Kim: The alien said that if I recreate the conditions of the accident and fly into the timestream, there's a chance I might be able to get back into my reality.Come on in. Sit down. Aw, there's no need to be nervous. We all know how it is out there. Sometimes things get out of hand. Now, you just tell me all about it. I've heard it all before. Maybe you flew your spaceship through a wormhole while your engine was leaking, and you ended up in a parallel universe. Perhaps you are a gang of super heroes and you've had a bit of a whoopsie with some Applied Phlebotinum, some Green Rocks, and a liquid lunch. Maybe you fell back through time or ended up in an alternate dimension, or perhaps you just got zapped by some weird space anomaly. Well, have no fear. We can help you. Whatever ill effects you've suffered, they can all be fixed by just doing the same thing that caused the problem, but in reverse. Fly back through the wormhole without fixing your engines first. Stand in the same place as before and rub the Applied Phlebotinum on the Green Rocks again. Find the hole in spacetime that leads back to the future or your home dimension, or go get zapped by the same anomaly (though you might want to Reverse Polarity first before you do that last one). It's a subtrope of the Reset Button. Sometimes you can even deal with magical or even memory issues this same way— by repeating the spell (or blow to the head) backwards. Now, about payment...
Kim: He couldn't give me any guarantees.
Kim: He couldn't give me any guarantees.
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Anime And Manga Agnam Dna Emina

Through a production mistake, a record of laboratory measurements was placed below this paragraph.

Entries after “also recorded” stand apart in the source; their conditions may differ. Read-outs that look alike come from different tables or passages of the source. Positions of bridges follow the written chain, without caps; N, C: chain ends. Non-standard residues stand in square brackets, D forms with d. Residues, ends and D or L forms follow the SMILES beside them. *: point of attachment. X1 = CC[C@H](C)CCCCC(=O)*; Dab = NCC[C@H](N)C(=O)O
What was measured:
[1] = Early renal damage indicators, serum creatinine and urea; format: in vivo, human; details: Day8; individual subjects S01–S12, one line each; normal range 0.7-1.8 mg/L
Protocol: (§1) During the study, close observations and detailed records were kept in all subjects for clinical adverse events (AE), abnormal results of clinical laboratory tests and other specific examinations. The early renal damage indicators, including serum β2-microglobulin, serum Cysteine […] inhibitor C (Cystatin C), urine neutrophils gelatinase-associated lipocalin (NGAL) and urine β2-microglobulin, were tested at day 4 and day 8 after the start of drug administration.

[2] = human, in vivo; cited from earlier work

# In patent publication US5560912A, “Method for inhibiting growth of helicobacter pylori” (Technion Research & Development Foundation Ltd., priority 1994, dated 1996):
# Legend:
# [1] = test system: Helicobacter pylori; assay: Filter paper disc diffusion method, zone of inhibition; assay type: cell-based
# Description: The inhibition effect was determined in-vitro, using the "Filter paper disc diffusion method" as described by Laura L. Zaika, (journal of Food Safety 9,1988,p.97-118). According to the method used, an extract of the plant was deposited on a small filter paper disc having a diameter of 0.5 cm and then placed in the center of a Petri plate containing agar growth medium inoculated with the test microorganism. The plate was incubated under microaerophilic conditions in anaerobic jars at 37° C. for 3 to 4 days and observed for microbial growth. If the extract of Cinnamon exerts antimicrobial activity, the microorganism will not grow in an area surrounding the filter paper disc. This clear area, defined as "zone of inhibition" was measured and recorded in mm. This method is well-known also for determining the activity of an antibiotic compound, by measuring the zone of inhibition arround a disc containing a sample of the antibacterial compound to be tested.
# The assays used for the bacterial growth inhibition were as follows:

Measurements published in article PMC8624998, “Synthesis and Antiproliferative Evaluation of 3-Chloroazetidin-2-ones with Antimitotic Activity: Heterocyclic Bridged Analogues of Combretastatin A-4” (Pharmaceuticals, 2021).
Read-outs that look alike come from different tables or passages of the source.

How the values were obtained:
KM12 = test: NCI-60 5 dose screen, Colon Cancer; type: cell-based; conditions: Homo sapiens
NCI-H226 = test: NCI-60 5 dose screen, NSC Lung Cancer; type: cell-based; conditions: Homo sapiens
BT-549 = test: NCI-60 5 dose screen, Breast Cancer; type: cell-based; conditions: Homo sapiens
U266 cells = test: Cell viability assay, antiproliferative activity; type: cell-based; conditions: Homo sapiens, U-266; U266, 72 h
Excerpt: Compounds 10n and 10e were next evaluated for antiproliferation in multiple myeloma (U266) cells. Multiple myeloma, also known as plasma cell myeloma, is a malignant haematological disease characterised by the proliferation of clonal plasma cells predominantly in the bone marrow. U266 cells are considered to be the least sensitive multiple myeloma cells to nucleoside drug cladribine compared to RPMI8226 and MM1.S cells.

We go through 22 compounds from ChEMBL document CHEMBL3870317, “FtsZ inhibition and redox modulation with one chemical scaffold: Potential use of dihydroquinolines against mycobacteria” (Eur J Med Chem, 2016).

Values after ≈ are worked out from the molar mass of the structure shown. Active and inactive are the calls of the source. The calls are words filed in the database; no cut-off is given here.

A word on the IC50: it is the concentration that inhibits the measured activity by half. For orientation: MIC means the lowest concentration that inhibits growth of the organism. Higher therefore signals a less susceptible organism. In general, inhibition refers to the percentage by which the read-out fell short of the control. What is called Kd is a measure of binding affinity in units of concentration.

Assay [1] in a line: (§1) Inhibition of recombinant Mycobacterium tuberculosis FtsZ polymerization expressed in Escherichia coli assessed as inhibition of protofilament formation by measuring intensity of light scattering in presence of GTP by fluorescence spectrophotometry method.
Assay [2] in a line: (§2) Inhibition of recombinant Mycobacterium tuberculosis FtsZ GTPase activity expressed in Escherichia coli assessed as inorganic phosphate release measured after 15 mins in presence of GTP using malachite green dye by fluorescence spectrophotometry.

- In Fullmetal Alchemist, Edward Elric lost his arm in exchange for bonding his brother Alphonse's soul to a suit of armor. In the climactic fight against God!Father, Alphonse sacrifices this bond in exchange for his brother's arm (his automail having been trashed moments earlier, his normal arm impaled on a sharp rod, pinning him, and with Father slowly marching his way, fully intent of using him as a Philosopher's Stone). The same isn't possible for Al's body or Ed's leg, however, as they were used attempting to bring their mother back to life. Ed finds another way to retrieve Al's body, but he just decides to live with his automail leg.
- In Saint Seiya, Shiryu's heart stops when Seiya hits his Achilles' Heel. The only way to make it beat again is to hit him again from the oposite side.
Comic Books Skoob Cimoc
- In The Essential Silver Surfer the Surfer goes into the future by accelerating to near-lightspeed. He returns to the present by doing the same in the other direction. (The former is entirely realistic; the latter is nonsensical.)
- Captain Carrot and His Amazing Zoo Crew! escaped from a black hole by flying their rocketship through it backwards. No points for asking how it's possible to fly a rocketship backwards in the first place. Justified, since this is Earth-C, the cartoon dimension, which is supposed to have cartoon physics.
- In The Incredible Hulk, Banner's Girlfriend Of The Week, Kate Waynesboro, gets dumped into some wacky gizmo and comes out the other end as an evil, female version of MODOK, complete with giant head and hoverchair. Naturally, sending her through the machine again backwards returns her to normal.
- In the "Rock Zombies" arc of Runaways evil radio DJ Val Rhymin uses a magic-infused song to turn plastic surgery patients into zombies to take over Los Angeles. While the older kids confront Val on the stage of the Hollywood Bowl Molly decides to try playing the song backwards to change all of the zombies back to normal. It works.
- The Powerpuff Girls #66, "Rain, Rain, Go Away," has a sea monster making everyone do a rain dance from a pop song that everyone (except Buttercup) likes that makes Townsville flooded. To make the flood recede, the girls play the recording of the song backwards and blare it from two large speakers.
- Subverted in the Mel Gibson movie What Women Want. After he tries to reenact the freak accident that gave him mind reading powers, nothing happens.
- The Incredible Mr. Limpet. The method Admiral Spewter suggests to turn Henry Limpet back into a human being.
- Frankenstein Meets the Wolf Man (1943). Dr. Frankenstein's journal explains that the practically immortal monster can be killed by attaching him to the machine that gave him life and "changing the poles" (AKA reversing the polarity).